With soap and water, I scrubbed my face clean of sleep. The cold water snapped me fully awake. My toothpaste was a simple recipe of baking soda and salt my grandmother concocted for me when I was a kid. I always thought it was the greatest thing. I brushed my teeth furiously then spit into the basin.

I took a gulp of water from the glass, sloshed it around inside my mouth and spit that in the basin too. I wiped my mouth with the towel. I was almost done; I reached for my glasses and put them on. I poured a little water from the glass into my cupped hand, then splashed some in my other hand and passed my wet hands through what little hair remained on my head. I then took my comb from its little holder at the base of the mirror and stepped back.

As I raked the wet hairs flat on my head, I watched myself in the mirror. Among the array of photos surrounding the mirror frame, I noted the missing photo, like a broken tooth in an otherwise perfect set of dentures. I glanced down at the photo still on the floor.

There’s a certain point in life you reach where you realize you have to sit down to put on your trousers. I’d gone well beyond that point. I sat on the corner of the bed and, without looking, swept my fingers along the floor until I touched the photo’s edge. I brought it up to eye level and held the faded photo in both hands. The smiles of the two young men were bright and hopeful. How do you know you’re alive? Is it really important? I asked myself

What if one night you went to sleep but awakened in an alternate universe? Life would go on, right? What difference would it make if that happened? How would you know you were alive?

I suppose you know you’re alive because you act alive. If life as you knew it continued — the routine, the humdrum, the jokes, the laughter, the tears, the dreams, the disappointments, the heartaches, the joys — who could tell the difference? How would you know?

I’d been staring at the photo as these thoughts and questions sparked and jumped through my head like a downed high-tension wire. One of those two young men had succumbed to gravity’s final reprieve. One of those two young men now lived in an alternate universe, maybe somewhere beyond the stars, or maybe just around the corner.

No one ever found the door to that universe just by looking. The other young man in the photo was now an old man, sitting on the corner of his bed with nothing better to do than ponder alternate universes.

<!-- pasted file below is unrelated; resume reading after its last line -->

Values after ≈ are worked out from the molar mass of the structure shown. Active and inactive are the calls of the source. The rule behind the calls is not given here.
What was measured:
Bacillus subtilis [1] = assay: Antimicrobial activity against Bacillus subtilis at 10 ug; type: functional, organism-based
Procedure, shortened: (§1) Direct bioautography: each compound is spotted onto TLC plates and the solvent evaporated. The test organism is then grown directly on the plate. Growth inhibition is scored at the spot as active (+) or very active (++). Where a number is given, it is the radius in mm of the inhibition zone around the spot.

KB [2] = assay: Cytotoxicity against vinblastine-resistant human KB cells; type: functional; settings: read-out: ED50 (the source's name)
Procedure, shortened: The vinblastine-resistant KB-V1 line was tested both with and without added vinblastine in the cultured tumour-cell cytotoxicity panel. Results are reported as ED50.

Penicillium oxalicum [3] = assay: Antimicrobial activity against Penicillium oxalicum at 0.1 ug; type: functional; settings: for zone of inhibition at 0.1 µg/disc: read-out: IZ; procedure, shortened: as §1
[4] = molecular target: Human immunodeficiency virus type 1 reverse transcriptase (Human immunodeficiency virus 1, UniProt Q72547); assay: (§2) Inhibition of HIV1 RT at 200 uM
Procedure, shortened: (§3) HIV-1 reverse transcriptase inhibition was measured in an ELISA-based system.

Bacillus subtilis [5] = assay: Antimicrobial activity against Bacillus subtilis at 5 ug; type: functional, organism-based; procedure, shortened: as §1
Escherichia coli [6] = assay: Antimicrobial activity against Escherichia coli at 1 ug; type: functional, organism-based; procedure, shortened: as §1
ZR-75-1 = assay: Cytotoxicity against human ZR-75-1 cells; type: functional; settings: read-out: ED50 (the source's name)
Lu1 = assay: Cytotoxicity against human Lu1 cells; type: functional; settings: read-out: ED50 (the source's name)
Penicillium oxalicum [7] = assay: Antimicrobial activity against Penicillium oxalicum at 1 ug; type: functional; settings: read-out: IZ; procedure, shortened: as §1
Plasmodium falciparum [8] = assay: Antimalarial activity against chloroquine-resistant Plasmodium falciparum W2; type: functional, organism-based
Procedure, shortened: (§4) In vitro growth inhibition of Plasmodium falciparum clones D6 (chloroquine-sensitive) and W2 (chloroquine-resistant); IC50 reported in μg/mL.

I turned the photo over. On the back was written a year: 1968. The Vietnam War was promised to be winding down, but as political promises go, it was far from over. One of the young men in the photo died in that war. Maybe, I thought, he’s sitting on the corner of a bed somewhere, as I am right now. Maybe he’s looking at the same photo. Maybe he’s asking the same questions. They were odd thoughts but somehow reassuring.

That night, I slept the sleep of the dead, as my grandmother used to say. I threw back the covers and swung my feet onto the carpeted floor. I wasn’t dizzy. The clock said 6:00. I put on my glasses, grabbed the windowsill and pulled myself upright. I parted the curtain and saw the streetlight shining down on an empty parking lot. The deliveryman had either been early or was late. I was on time. That I knew.

I reached for the corner of the dresser and positioned myself in front of the mirror. I switched on the light overhead. When I did, my pyjama sleeve dislodged a photo that had been stuck in the frame. It floated to the floor like a feather. It landed face up.

I stared at the photo of two smiling young men in cap and gown. I turned back to the mirror and leaned closer. When I lifted my left hand to inspect the inside of my lower eyelid, the man in the mirror lifted his left hand. I froze for a moment. Then I smiled. The man in the mirror smiled back. I looked down at the photo. The door had opened. At last, I knew I was going to find my friend.

Copyright © 2014 by James Shaffer

Home Page